that Gryphon (or "Brethren of Stone" book one)

Submitted by Aalen Fideli on Tue, 07/26/2011 - 21:37

Miches stepped back. he was finally finished.

The statue stood tall; Black granite against a golden sky.

Miches surveyed his handiwork. he felt the wings, the curved beak and the long talons.

"This is a smarter Guardian" Miches thought. "i shall set him to the ultimate Pass."

The statues were made for a purpose; A Pass.

The Gargoyle would sit on the roofs and wait. His Pass was to unleash a deluge of water on any intruder.

The Dragon was made for a gatehouse. His Pass would guard the gates of cities and castles, with fire if need be.

But the Gryphon was to be set at the Gold Locker. His Pass would guard all the treasures of Kings and Noblemen. he was made for power, his wings were carved for flying, his talons and beak were carefully crafted for fear; The ultimate guard. And he possessed the haunches and tail of a lion; A noble and terrific Guardian for a King.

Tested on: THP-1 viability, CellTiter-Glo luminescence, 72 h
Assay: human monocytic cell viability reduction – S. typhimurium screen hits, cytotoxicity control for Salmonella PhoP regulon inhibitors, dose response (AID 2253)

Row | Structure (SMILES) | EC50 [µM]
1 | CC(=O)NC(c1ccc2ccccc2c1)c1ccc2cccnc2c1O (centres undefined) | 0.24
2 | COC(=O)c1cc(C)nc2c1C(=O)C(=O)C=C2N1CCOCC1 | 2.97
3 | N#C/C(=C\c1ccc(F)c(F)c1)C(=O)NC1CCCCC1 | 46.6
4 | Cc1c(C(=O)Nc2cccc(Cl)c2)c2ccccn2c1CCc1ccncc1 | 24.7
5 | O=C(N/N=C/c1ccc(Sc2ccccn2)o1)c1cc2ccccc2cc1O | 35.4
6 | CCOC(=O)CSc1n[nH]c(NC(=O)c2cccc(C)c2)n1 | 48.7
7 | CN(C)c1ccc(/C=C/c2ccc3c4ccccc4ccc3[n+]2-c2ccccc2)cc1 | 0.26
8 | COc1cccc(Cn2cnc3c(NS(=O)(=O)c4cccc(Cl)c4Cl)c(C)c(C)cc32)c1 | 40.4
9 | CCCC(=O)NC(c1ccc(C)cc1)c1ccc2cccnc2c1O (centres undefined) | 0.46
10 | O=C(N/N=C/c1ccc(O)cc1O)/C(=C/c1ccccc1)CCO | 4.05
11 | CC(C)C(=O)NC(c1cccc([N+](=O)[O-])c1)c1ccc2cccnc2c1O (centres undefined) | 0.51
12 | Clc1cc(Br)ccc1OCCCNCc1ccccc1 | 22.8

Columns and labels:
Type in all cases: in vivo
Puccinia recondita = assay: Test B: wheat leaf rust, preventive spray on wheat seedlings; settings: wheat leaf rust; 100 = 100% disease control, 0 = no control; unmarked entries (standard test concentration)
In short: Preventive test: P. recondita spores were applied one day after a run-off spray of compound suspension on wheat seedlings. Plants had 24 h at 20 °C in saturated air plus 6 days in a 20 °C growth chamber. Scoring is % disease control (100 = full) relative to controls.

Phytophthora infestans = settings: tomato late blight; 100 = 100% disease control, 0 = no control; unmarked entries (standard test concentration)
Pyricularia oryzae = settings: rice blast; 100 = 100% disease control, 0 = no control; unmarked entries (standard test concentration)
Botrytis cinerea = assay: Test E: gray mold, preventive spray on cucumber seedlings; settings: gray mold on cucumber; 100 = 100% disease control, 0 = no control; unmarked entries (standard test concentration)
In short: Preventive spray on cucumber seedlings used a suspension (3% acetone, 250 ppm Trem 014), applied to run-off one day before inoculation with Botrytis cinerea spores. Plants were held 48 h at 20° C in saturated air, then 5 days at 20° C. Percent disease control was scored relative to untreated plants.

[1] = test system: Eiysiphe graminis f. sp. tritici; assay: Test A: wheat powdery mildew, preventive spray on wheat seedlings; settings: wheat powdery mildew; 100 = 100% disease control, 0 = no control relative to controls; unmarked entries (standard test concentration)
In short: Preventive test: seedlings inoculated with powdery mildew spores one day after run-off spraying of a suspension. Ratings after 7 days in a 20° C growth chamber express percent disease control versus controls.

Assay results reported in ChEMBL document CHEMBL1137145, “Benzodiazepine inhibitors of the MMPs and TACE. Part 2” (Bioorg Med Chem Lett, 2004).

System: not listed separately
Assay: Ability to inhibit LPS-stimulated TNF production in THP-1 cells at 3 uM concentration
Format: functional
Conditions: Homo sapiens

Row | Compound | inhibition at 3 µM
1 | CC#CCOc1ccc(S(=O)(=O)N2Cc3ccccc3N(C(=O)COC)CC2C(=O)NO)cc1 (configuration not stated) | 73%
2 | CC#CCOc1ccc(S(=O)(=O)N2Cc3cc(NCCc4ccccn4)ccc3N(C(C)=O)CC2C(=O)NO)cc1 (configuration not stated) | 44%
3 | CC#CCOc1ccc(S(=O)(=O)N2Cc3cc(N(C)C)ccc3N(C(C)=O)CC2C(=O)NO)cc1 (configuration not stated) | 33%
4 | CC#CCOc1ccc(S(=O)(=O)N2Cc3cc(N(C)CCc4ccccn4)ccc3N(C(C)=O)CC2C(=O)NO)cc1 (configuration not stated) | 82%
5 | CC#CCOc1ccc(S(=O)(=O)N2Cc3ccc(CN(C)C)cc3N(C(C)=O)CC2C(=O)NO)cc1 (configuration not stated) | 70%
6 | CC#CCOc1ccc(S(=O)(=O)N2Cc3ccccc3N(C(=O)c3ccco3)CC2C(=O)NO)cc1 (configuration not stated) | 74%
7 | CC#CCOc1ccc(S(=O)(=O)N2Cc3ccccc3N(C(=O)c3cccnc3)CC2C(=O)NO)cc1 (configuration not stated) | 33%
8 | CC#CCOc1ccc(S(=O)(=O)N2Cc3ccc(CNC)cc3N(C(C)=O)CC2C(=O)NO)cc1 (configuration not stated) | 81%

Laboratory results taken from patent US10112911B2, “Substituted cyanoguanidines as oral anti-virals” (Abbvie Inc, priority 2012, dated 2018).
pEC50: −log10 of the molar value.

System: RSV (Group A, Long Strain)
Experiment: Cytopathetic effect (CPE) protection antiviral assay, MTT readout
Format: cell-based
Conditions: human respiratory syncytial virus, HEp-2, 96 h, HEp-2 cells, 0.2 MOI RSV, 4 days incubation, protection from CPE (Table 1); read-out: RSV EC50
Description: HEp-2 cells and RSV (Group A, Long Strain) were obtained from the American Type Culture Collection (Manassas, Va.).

Or a Kings gold anyway.

Night fell.

The Gryphon watched.

No one knew what it was watching, but it watched just the same.

And now it saw; A man was walking furtively across the shop yard.

The Gryphon's granite shattered as he crept off the pedestal.

Quietly, the Gryphon prowled up to where the man was standing.

And... Pounce.

Day broke. The Guardians were lined up, ready to be shipped to their respective Passes.

Miches ran into the yard, yelling wildly.

"It's amazing" He shouted "They found him on the prison wall!"

Apparently there had been an attempt at theft of a lesser Guardian last night.

And the culprit was found hiding on the prison walls, babbling about the "Lion-Bird".

What strange minds these criminal types have.



Author's age when written


 Ha ha! I liked it! Just a few things I noticed: Capitalization of the first letters of the first word in several sentences was not utilized. LOL. Other than that, nothing to criticize. Is there more forthcoming?

The best stories are those that are focused, unassuming, and self-confident enough to trust the reader to figure things out. --